The Barossa Valley is about an hour and a half drive to the North of Adelaide, in South Australia and is the oldest wine region in the country, founded by German settlers. The region can be credited with putting Australian wine on the world wine map, thanks to Shiraz, which thrives in the warm climate (though Hunter Valley Semillon also contributed.) For many years traditionalist wine makers thought the grape variety was best suited to the cooler climates of the Rhone Valley and that the variety would cook and in the warmth of the Australian sun. Although South Australian Shiraz is a bigger, beefier wine than its southern French counterpart Syrah, no one can deny the regions propensity to produce world class wines.
Not only Shiraz is cultivated in Barossa Valley, with other red varieties such as Grenache, Mourvedre (Mataro) and to a lesser extent Cabernet Sauvignon. The white varieties that thrive best seem to be Semillon and Chardonnay, which are generally oaked and undergo malolactic fermentation.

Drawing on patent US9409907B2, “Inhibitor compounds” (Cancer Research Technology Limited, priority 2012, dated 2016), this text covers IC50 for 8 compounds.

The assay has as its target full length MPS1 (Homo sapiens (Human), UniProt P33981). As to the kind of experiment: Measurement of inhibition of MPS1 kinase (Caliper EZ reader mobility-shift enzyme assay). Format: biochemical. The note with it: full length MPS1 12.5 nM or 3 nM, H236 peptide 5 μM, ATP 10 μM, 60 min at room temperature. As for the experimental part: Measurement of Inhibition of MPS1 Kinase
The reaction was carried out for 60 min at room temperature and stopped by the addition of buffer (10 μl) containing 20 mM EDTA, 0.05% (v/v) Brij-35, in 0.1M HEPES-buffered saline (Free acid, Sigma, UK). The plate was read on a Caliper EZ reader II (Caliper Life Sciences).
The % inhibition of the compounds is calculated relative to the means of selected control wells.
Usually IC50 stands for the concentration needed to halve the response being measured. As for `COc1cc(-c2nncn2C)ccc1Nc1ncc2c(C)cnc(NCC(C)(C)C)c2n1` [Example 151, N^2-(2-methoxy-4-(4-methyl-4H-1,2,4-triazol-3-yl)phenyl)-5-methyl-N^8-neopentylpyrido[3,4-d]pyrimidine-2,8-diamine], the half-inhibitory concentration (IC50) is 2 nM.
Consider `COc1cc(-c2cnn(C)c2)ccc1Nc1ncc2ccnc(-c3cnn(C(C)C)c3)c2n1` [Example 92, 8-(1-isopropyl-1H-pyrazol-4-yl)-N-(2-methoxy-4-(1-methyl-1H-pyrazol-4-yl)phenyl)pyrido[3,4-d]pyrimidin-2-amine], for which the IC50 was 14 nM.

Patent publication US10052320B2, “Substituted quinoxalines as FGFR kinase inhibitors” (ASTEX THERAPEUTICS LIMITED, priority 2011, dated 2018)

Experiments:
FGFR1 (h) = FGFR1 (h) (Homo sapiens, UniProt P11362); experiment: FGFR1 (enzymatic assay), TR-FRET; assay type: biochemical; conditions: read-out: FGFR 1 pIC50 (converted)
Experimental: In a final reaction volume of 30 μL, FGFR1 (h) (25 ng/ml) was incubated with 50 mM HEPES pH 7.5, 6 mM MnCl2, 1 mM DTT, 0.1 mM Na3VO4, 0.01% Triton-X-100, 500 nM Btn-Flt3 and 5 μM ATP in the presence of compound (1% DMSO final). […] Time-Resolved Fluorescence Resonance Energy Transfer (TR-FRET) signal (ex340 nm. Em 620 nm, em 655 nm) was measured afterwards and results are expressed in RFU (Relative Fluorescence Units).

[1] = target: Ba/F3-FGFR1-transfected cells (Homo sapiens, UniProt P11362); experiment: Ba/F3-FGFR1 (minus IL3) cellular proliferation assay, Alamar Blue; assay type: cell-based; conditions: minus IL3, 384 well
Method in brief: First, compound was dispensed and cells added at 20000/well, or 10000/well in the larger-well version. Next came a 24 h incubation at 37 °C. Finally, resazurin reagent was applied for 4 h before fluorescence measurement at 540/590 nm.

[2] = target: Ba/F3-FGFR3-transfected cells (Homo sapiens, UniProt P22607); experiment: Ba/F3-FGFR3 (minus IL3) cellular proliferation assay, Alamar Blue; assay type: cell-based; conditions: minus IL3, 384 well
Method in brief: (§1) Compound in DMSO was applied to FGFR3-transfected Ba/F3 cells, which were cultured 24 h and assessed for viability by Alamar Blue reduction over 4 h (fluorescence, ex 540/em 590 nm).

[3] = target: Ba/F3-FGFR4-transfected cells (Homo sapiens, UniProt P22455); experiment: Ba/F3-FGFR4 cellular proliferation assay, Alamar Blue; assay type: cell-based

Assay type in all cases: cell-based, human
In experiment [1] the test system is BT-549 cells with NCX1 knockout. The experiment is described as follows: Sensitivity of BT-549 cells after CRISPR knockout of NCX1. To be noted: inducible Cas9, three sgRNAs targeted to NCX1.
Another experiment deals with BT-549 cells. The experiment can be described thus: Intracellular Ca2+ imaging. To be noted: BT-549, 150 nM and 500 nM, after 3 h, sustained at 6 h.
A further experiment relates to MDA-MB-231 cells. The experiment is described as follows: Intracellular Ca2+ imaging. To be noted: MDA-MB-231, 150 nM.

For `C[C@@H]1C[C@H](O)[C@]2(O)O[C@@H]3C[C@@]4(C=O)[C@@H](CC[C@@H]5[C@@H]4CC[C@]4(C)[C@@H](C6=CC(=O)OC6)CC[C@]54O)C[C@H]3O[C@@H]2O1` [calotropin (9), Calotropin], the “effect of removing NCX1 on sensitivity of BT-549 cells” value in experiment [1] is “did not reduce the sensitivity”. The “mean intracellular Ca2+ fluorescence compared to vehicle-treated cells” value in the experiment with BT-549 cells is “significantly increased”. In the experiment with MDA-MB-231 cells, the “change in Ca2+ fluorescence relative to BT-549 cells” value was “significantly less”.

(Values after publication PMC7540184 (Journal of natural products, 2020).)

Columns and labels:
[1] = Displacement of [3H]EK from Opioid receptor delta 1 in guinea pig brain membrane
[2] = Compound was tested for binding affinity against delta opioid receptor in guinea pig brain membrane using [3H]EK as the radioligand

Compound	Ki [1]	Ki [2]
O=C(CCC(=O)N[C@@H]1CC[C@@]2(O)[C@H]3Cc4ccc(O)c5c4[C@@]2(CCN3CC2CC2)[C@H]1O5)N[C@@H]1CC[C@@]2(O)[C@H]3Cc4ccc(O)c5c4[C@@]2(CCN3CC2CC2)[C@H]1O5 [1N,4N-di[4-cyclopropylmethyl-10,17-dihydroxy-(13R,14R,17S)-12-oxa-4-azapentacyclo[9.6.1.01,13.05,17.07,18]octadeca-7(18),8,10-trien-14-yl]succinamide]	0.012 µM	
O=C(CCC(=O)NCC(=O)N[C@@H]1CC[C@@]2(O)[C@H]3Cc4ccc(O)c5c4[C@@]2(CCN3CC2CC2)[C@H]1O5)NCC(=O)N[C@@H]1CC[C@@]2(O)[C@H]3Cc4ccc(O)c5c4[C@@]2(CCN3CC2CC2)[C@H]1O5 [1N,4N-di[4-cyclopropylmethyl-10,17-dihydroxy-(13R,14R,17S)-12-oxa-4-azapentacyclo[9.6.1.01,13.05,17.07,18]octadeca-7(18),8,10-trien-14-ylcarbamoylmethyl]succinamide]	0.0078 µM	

This style of big, full bodied Shiraz with rich, chocolate and spice notes became synonymous with not only the Barossa Valley but with Australian wine in general. In the words of Master of Wine Jancis Robinson, the Barossa Valley became "Australia's quintessential wine region".
The Valley has many subregions which all have unique terroirs. Seppeltsfield, Marananga, Greenock are to name but a few. With a huge number of wineries in such a small area, and a host of accommodation, the region is very popular for wine-tourism.